Matt's blog

The story of me, an American in Edinburgh, Scotland finding my place as a musician, a husband, a father and a Christian.

Answers to Recent Queries

The "TroutMan" photo is indeed at the Spokane Fish Hatchery. Man, they've got some big fish there.

I have indeed tried New Belgium's Abbey ale, but it's enough like Chimay and yet not as good as Chimay that it's sort of ruined for me. I'm not a wine connoisseur in a beer drinker's world, I'm just a high-class beer connoisseur in a beer drinker's world.

And yes, I think Stegohorsus is dead on.

A Few Thoughts on "The Church"

Ok, I very rarely make commentary on something as amorphous and non-specific as "The Church" because I feel it is impossible to make generalizations that cover the whole of American Christianity and I've found that usually when such statements are made they are critical in nature without offering any redeeming value. I hope that in this post I can stick to relating my own personal experience and restrain myself from implying that those experiences represent universal truth. I also hope that I can be generally positive in the thoughts I set forth.

Why the time is not right for another Reformation

Ok, it's confession time. With all the talk running around about the Emergent Church, I've gotten somewhat interested. I need to apologize to Andrew for poking fun at him about Emergent stuff over the last few days I've been in L.A.. The truth of the matter is that Jeni and I have actually been starting to get involved with a church which labels itself 'Emergent' in Spokane. The Emergent ideas of a theology that encompasses more than intellectual ideals and holds artistic creativity in high regard interests me, as I am both a Christian and an artist. However, the inspiration to get involved with this particular congregation was not emergent theology, but was the desire to be a part of a church built intentionally around small groups. As everything in life from SUVs to summer blockbusters is getting bigger with many church congregations struggling to keep up in order to seem relevant, small personal house based groups might be just the kind of counter cultural idea that the church could embrace to make a difference. Couple these trends in the church with the recent technological advances that are similar in scope to the discovery of the New World which preceded the first Reformation, and one might think that we're on our way to another.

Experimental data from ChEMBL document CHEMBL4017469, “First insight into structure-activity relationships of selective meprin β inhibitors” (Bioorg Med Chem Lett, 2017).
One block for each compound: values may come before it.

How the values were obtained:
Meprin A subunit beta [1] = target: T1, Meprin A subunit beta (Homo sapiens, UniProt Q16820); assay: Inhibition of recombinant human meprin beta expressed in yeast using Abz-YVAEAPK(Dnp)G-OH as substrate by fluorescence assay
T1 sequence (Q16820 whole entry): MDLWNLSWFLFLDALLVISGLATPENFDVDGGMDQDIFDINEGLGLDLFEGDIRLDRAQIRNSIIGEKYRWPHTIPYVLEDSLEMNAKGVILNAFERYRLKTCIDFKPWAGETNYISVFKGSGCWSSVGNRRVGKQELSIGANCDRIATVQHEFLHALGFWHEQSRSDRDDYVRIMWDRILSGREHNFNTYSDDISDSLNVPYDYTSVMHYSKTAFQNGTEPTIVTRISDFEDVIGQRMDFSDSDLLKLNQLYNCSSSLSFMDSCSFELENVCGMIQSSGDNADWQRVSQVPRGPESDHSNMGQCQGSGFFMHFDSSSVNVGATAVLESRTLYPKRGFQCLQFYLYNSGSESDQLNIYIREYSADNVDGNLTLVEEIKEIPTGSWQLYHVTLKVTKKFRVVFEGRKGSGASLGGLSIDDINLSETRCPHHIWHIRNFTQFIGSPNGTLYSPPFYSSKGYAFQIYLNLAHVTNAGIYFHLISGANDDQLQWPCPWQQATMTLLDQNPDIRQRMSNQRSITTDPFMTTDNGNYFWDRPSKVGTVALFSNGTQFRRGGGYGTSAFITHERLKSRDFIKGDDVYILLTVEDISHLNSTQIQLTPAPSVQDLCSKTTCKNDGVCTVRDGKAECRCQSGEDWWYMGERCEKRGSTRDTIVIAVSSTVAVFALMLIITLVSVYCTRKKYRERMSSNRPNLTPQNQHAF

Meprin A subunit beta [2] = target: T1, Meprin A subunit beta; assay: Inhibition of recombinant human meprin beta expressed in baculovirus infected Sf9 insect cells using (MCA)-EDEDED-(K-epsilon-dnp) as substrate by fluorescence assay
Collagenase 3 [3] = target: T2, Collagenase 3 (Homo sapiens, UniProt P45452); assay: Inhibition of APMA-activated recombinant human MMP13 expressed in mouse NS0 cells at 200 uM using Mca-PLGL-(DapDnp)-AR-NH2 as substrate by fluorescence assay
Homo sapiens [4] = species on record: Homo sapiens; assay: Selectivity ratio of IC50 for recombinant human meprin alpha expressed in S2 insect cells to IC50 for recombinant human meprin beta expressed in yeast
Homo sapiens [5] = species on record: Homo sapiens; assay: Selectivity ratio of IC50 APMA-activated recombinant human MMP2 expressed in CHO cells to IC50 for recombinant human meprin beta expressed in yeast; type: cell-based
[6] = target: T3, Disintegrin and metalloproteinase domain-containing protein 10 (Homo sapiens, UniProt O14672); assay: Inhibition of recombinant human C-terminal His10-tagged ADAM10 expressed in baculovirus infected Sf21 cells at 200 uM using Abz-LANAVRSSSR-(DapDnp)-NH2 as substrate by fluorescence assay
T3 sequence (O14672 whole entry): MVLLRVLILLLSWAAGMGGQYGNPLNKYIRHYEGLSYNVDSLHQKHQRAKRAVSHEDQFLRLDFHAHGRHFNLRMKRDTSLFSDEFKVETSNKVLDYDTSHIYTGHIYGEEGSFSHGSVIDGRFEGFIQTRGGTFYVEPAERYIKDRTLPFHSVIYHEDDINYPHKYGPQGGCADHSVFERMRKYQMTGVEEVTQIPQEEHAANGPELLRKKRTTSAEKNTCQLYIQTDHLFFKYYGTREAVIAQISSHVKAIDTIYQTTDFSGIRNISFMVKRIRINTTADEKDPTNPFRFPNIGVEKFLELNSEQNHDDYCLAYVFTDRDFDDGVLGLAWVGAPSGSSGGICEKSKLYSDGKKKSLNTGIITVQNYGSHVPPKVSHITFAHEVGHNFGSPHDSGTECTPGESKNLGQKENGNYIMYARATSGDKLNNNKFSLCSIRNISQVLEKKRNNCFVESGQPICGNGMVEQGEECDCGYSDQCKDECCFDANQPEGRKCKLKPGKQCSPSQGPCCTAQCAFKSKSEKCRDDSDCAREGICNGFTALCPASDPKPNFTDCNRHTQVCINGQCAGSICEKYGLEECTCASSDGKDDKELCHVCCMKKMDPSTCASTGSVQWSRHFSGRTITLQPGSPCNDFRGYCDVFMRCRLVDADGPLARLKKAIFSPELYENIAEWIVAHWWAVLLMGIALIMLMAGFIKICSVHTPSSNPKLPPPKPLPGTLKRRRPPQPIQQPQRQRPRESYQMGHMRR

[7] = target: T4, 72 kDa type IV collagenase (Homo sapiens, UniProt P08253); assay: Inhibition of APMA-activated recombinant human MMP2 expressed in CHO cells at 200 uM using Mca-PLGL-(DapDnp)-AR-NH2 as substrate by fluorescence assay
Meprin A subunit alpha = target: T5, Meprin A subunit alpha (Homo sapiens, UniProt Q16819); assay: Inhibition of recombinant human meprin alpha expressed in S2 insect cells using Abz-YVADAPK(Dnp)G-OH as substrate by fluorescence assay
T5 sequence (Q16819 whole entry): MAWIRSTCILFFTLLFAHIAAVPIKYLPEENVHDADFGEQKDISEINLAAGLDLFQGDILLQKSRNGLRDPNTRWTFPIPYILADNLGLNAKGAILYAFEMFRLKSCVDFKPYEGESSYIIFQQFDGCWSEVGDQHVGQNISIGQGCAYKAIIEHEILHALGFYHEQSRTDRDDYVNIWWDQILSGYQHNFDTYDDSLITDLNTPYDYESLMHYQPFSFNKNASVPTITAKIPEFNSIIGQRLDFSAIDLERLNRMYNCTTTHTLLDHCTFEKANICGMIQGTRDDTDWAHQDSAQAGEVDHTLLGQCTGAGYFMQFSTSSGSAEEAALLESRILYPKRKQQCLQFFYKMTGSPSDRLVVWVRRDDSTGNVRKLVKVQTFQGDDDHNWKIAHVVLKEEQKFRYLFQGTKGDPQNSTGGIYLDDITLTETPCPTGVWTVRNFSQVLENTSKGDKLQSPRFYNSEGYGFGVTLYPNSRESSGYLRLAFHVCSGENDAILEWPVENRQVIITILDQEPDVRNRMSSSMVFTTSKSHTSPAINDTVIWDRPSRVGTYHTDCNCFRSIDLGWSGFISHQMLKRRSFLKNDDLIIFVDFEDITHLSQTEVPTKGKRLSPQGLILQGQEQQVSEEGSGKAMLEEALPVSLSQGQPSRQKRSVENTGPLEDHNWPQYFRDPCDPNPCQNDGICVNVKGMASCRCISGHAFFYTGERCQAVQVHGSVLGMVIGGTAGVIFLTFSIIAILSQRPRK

But I don't. Some of you may disagree with me, but I think the church is lacking one thing essential for a reformation: institutional corruption. I believe that for the most part, the American church today is not corrupt on the institutional level. I believe we may be making poor decisions, may be sheltering ourselves from culture, and may be nearly impotent as a transforming force in society, but I don't think we're corrupt. The American church, backed by a better educated population than the world has ever seen, for the most part has great, scriptural theology. The diverse types of American Christian faith from Fundamentalists to Presbyterians to Catholics to Charismatics show that we are in a place where people are free to, and have the ability to, interpret the scriptures in light of their own experience with God. Sure, there are points which I would argue about with a Fundamentalist or a Catholic, but when we strip away the political ideologies and even the superfluous miniscule points of theology, we will all agree on a loving God and salvation through His sacrifice on the cross. Who cares what happens when you consume the bread and the wine as long as through that sacrament the Church Universal is joined together in unity.

I know what you're thinking now, "But Matt, look how jacked up the church is, surely there must be something that needs to be fixed." I agree, but I don't think the thing that needs to be fixed should happen on the institutional level with a reformation. The institutional church could use work, could be streamlined, but I think the real change now has to happen on the individual level.